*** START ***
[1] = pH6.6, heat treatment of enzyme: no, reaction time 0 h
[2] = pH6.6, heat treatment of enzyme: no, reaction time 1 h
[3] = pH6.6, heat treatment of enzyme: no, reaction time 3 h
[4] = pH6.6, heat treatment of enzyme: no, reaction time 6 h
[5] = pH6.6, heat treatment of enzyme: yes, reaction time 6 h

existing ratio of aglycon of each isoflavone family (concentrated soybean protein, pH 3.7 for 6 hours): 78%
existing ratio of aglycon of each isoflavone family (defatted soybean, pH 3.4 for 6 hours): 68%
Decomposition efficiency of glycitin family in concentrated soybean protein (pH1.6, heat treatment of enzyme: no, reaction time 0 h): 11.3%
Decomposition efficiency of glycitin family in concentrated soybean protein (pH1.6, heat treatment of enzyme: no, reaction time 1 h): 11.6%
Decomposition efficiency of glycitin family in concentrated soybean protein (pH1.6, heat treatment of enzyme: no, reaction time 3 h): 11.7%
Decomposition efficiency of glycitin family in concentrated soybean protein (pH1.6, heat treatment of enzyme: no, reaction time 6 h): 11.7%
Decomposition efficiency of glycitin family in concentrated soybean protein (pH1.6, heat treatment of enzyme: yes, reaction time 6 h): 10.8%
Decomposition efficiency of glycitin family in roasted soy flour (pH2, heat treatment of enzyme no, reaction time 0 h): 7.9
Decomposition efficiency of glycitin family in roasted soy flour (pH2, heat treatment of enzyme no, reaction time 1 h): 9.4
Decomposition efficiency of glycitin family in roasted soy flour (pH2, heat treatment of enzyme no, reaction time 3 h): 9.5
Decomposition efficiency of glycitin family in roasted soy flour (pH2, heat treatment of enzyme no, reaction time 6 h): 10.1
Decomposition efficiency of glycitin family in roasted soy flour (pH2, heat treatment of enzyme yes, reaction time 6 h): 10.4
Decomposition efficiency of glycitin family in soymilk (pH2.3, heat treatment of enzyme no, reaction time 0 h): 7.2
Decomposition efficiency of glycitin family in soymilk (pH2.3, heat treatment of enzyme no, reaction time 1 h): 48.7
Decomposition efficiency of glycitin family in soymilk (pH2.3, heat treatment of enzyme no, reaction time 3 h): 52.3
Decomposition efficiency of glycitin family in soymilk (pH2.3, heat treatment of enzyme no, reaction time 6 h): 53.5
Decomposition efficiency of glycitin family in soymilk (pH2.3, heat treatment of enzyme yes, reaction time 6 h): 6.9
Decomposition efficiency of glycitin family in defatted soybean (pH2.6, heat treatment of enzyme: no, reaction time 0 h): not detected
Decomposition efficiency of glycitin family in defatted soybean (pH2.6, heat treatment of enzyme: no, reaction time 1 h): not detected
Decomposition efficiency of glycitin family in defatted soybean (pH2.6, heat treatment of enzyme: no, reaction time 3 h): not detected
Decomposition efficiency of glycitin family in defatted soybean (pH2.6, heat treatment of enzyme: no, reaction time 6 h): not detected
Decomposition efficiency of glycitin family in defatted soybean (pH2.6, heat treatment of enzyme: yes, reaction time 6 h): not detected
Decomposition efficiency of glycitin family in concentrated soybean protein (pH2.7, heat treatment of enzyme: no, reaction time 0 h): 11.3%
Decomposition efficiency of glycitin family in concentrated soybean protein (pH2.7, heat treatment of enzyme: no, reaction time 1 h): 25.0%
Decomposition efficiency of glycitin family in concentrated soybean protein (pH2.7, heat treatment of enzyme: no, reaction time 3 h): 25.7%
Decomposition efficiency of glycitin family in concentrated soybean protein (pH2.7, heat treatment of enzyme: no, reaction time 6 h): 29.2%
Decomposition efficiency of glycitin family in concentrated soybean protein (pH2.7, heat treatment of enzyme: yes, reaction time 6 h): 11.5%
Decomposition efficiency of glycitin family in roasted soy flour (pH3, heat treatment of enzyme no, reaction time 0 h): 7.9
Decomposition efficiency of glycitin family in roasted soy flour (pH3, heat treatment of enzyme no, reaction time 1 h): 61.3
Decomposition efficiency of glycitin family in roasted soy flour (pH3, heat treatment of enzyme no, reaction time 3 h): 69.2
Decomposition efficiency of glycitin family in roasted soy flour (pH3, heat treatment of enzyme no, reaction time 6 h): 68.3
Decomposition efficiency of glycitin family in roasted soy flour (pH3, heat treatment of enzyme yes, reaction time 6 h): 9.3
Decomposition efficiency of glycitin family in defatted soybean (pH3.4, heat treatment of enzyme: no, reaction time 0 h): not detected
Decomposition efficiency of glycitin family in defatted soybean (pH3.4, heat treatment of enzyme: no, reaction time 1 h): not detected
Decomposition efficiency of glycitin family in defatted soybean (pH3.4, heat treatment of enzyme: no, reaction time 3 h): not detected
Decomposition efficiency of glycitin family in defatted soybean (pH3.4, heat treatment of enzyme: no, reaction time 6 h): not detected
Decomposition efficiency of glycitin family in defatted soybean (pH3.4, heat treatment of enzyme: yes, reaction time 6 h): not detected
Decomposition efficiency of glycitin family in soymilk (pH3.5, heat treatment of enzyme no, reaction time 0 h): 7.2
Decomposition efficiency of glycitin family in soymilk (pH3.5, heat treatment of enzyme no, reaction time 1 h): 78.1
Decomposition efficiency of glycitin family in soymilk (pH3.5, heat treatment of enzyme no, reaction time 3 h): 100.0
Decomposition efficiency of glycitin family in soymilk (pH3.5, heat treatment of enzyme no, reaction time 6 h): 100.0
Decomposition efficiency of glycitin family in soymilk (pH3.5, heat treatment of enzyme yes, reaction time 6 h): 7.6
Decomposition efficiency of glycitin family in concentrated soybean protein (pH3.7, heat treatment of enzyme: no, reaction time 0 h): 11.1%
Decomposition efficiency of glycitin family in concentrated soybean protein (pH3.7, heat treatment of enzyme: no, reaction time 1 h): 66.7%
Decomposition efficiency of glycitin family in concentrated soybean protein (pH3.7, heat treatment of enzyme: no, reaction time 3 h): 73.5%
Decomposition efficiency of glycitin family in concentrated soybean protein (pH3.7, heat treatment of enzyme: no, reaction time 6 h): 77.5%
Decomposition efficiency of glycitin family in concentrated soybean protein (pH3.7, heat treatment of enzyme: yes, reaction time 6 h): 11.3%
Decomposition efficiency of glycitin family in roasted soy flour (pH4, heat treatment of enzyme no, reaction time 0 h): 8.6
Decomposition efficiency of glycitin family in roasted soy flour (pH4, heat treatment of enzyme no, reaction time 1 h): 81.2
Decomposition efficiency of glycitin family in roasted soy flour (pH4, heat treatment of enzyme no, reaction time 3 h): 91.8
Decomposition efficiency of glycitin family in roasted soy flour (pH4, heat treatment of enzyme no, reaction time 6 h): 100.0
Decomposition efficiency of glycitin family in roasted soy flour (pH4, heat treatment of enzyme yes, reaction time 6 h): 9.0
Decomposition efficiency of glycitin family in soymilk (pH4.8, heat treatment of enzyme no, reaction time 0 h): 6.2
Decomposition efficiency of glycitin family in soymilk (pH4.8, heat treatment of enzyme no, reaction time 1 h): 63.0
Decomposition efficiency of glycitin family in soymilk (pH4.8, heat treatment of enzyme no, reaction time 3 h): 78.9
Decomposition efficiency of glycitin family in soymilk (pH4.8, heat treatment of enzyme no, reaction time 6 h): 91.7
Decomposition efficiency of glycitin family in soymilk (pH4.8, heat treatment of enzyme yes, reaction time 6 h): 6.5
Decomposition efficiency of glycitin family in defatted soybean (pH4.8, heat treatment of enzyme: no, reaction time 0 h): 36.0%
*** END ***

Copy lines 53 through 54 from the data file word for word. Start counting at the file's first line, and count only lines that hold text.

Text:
Decomposition efficiency of glycitin family in roasted soy flour (pH4, heat treatment of enzyme no, reaction time 0 h): 8.6
Decomposition efficiency of glycitin family in roasted soy flour (pH4, heat treatment of enzyme no, reaction time 1 h): 81.2